Nitrogen mustard (NM) and sulfur mustard are cytotoxic alkylating agents that cause severe and progressive damage to the respiratory tract. Evidence indicates that macrophages play a key role in the acute inflammatory phase and the later resolution/profibrotic phase of the pathogenic response. These diverse roles are mediated by inflammatory macrophages broadly classified as M1 proinflammatory and M2 anti-inflammatory that sequentially accumulate in the lung in response to injury. The goal of the present study was to identify signaling mechanisms contributing to macrophage activation in response to mustards. To accomplish this, we used RNA sequencing to analyze the gene expression profiles of lung macrophages isolated 1 and 28 days after intratracheal exposure of rats to NM (0.125 mg/kg) or phosphate-buffered saline control. We identified 641 and 792 differentially expressed genes 1 and 28 days post-NM exposure, respectively. These genes are primarily involved in processes related to cell movement and are regulated by cytokines, including tumor necrosis factor-α, interferon-γ, and interleukin-1β. Some of the most significantly enriched canonical pathways included STAT3 and NF-κB signaling. These cytokines and pathways may represent potential targets for therapeutic intervention to mitigate mustard-induced lung toxicity.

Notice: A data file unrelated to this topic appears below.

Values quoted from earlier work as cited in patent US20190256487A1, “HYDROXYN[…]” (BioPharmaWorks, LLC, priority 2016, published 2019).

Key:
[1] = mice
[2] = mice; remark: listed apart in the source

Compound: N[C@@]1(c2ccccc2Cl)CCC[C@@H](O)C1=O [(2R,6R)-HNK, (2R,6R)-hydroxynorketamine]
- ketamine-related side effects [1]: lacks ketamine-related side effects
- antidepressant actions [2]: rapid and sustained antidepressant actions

All Science Journal Classification (ASJC) codes
- Biochemistry, Genetics and Molecular Biology(all)
- History and Philosophy of Science
- pulmonary fibrosis
- sulfur mustard